TYNGSBORO, MASS. (WHDH) - Officials in Tyngsboro have launched an investigation after the town’s high school and middle school were hit by a cyberattack that caused internet outages this week.
The school district’s IT professionals and cybersecurity provider determined that the outages were not caused by an internal hardware issue or an issue with the district’s internet provider, but instead were the result of a Distributed Denial of Services attack, according to Superintendent Dr. Michael Flanagan.
“An internet DDOS attack is as if you hired a fleet of drivers and said, at precisely at 5 o’clock I want everyone to jump onto 128 and 95, you artificially induce a lot of traffic and thus the legitimate traffic comes to a stop, it can’t reach its destination,” cybersecurity expert Kevin Epstein said.
Flanagan added that the source of the attack was apparently a device that was being brought into a building at the Norris Road campus each morning.
“We are frustrated and disappointed that this outage has disrupted what has been a very successful and positive start to our school year here in Tyngsboro,” Flanagan said in a news release. “We have all pulled together and worked so hard to create a positive learning environment in spite of the challenges and disruptions of the COVID pandemic. While we are confident that we will soon rectify this situation, I am upset for the difficulty and disruption this has caused our students, families, and staff.”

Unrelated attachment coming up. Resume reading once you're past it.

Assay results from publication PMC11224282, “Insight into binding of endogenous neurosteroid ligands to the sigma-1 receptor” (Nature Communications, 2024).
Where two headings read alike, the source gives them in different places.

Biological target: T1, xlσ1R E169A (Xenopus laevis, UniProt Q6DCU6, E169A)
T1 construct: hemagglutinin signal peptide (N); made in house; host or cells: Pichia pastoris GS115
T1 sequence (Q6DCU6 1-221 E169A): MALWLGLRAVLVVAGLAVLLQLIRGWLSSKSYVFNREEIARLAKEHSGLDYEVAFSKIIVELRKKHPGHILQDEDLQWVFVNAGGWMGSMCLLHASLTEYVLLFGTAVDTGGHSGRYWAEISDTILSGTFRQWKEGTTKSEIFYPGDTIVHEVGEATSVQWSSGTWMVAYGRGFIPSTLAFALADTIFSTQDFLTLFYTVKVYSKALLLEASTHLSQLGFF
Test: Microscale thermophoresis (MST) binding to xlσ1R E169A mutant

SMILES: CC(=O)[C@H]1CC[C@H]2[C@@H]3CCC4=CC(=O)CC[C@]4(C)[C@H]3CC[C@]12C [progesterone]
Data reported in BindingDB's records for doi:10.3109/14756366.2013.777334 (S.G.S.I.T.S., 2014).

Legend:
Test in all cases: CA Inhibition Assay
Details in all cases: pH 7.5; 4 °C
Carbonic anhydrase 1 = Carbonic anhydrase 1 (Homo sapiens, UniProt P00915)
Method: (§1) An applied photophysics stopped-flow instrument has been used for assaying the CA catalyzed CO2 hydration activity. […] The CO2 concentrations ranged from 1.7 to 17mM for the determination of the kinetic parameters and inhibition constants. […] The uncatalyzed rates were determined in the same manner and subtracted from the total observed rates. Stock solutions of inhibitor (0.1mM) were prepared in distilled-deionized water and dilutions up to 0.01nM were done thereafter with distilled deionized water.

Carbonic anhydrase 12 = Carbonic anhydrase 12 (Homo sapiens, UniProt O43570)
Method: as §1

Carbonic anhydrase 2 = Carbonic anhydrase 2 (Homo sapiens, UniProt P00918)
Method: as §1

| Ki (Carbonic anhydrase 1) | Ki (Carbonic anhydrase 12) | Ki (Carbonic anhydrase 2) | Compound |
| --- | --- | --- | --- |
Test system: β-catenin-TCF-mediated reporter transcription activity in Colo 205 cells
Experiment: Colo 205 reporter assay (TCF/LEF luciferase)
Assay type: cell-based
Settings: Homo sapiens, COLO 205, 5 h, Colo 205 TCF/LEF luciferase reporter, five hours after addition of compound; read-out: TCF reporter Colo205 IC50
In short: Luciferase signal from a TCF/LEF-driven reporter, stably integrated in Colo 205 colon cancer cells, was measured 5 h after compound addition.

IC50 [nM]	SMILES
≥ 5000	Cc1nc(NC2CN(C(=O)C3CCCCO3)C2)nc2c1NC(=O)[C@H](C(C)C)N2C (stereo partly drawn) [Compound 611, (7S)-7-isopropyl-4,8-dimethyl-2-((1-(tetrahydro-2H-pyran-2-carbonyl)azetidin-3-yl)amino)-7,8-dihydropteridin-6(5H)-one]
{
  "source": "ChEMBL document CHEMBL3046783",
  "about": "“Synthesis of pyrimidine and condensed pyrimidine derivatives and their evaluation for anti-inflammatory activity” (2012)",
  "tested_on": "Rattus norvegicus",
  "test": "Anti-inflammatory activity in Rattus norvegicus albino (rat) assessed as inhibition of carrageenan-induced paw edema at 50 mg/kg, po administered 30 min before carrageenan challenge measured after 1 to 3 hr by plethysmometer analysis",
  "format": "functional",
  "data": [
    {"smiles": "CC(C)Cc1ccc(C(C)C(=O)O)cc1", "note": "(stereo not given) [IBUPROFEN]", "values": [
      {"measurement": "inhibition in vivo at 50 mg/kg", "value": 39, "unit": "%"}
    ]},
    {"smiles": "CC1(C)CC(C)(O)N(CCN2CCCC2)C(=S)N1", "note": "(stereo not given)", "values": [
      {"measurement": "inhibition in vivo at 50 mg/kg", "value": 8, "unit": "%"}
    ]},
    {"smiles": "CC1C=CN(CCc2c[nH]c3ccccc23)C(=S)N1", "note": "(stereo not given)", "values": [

The town is now working with state education officials, a Danvers-based IT solutions company, and local police to identify and remediate the source of the outage, and to determine whether the interruption was intentional or caused by a compromised device without the knowledge of its owner.
High school and middle school students took part in remote learning on Friday. In-person learning is slated to resume on Tuesday.
Tyngsboro Elementary School was not affected by the attack.
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